Shure states that the SFG-2 is accurate to 1/10 of a gram for tracking weights less than 1.5 grams. For cartridge’s that track at heavier weights, it is, in my experience, more realistic to expect measurements taken with the SFG-2 to be accurate to within 2/10 of a gram. Still, given the fact that tracking weight can vary by as much as a few tenths of a gram as a cartridge tracks record warps, the Shure gauge should prove sufficiently accurate for most installations.
For those who desire the ultimate in accuracy and convenience, the Winds ALM-01 Arm Load Meter, accurate to 1/100 of a gram, is a must-have. At about $800, however, this item is only for those vinylphiles with the deepest of pockets (a less expensive alternative is the ALM-1, accurate to within 1/10 of a gram, priced at about $500). A competing device, soon to be released by cartridge manufacturer Clearaudio, is to retail for approximately $375, although its accuracy is unknown at the time of writing.
The Winds gauge is surely the simplest and most accurate gauge I’ve ever had the pleasure of using. It is completely electronic in nature and is, therefore, not prone to the errors inherent in balance-style devices such as the SFG-2. Use of the gauge is trivial: the user must first zero its LCD display using the built-in calibration wheel. The stylus is then lowered onto a circular sensor located on the top surface of the gauge. After a few seconds, during which time the LCD display gradually converges on a numeric value, the tracking weight can be read from the display.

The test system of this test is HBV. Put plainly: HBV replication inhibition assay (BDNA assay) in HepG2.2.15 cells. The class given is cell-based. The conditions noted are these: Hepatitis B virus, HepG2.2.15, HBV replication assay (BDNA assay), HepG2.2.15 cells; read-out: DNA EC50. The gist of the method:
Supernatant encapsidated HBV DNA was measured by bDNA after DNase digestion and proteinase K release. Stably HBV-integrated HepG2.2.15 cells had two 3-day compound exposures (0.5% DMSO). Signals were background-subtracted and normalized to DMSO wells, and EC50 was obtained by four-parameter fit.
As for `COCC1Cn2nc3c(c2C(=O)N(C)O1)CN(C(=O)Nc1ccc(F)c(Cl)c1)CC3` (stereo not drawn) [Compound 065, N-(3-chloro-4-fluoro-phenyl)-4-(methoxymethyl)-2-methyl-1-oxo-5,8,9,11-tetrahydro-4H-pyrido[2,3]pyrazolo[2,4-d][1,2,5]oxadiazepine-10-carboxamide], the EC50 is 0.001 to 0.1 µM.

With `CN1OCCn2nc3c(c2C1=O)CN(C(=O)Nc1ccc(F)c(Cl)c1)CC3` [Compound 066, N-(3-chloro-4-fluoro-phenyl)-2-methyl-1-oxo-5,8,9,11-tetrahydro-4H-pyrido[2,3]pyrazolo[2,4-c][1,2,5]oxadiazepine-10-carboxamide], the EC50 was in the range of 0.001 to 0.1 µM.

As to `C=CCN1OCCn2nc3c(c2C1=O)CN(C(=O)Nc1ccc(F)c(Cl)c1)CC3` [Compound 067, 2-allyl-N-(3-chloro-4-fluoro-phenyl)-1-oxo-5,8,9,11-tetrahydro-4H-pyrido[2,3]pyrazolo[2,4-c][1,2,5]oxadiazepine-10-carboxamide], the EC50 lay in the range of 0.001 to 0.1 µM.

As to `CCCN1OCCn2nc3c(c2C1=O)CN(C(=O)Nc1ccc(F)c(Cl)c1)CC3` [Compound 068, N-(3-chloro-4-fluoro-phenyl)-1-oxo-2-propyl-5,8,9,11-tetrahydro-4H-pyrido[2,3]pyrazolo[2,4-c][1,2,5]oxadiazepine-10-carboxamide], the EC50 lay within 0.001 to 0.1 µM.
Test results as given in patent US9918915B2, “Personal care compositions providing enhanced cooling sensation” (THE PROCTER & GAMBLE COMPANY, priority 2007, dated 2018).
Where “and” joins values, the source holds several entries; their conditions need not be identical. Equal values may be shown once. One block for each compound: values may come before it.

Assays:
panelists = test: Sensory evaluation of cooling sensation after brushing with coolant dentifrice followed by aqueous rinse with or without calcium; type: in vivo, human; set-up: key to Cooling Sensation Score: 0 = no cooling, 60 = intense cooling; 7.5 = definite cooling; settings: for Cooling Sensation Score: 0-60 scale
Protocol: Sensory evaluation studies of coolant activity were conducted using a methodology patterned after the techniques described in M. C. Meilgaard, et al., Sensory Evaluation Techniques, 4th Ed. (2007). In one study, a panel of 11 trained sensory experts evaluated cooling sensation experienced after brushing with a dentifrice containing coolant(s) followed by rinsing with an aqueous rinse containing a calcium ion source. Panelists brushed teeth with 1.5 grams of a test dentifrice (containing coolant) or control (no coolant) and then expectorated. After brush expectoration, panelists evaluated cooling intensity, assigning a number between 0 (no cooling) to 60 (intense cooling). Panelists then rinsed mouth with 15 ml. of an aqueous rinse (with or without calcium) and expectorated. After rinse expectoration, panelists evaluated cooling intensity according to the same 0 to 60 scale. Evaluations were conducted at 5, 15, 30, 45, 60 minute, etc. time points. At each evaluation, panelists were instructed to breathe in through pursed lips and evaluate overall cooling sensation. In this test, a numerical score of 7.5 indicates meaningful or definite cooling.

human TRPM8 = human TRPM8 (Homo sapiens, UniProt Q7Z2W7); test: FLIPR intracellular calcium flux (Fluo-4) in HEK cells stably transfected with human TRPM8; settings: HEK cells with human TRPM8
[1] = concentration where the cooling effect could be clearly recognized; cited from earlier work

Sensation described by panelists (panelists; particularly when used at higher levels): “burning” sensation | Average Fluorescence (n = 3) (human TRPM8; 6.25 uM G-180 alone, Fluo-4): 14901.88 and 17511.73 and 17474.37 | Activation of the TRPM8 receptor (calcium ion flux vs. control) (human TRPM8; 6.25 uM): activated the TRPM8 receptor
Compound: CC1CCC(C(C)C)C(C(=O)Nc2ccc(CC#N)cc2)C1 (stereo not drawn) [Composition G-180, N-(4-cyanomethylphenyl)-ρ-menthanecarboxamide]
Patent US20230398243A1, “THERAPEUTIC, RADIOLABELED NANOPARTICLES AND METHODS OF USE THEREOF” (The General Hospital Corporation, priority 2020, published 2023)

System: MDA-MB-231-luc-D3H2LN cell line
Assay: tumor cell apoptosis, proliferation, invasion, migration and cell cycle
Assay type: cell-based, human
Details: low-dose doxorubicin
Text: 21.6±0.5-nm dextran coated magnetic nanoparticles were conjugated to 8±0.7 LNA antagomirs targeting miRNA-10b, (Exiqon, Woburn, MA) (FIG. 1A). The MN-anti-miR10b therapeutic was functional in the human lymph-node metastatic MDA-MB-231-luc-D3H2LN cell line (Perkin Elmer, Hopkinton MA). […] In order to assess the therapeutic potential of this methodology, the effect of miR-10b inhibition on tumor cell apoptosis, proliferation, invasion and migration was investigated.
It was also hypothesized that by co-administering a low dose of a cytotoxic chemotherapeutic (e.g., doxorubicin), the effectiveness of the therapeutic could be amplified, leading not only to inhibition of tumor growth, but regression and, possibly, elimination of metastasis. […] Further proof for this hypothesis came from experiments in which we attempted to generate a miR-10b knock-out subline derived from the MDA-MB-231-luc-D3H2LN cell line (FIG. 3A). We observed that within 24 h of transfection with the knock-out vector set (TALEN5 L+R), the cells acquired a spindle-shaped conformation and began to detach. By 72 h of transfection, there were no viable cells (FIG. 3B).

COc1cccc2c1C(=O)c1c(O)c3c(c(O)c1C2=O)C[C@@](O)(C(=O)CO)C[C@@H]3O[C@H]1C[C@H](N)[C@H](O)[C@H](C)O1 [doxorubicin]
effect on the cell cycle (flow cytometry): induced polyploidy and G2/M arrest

The only gripe I have with the Winds gauge is that I found it to produce wildly incorrect results, with no warning, if its 9 Volt battery is not fully charged. Considering its price, the omission of a low battery indicator is inexcusable, especially in view of the consequences of setting a cartridge’s tracking force terribly wrong (that is, after all, why one would want to use a gauge like the Winds in the first place!).